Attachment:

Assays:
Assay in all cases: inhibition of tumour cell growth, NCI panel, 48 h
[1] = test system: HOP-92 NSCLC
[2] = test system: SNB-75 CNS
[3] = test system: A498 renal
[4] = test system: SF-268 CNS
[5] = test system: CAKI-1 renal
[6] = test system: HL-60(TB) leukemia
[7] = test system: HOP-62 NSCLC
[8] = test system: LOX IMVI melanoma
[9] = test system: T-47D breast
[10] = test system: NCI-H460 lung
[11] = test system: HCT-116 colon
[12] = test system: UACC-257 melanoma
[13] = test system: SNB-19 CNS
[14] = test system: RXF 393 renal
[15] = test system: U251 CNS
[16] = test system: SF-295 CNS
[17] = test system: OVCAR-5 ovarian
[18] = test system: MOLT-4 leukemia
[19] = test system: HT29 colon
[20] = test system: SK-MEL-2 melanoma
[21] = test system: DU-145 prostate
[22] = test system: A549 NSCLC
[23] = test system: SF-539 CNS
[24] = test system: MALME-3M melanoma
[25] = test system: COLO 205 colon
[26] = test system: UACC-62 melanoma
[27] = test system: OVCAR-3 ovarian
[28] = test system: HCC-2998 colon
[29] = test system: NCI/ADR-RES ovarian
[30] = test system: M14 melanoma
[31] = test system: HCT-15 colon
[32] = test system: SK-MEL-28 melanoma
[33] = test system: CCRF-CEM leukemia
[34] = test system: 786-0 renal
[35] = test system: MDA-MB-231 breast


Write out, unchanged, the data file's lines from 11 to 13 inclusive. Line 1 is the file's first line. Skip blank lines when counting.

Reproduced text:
[9] = test system: T-47D breast
[10] = test system: NCI-H460 lung
[11] = test system: HCT-116 colon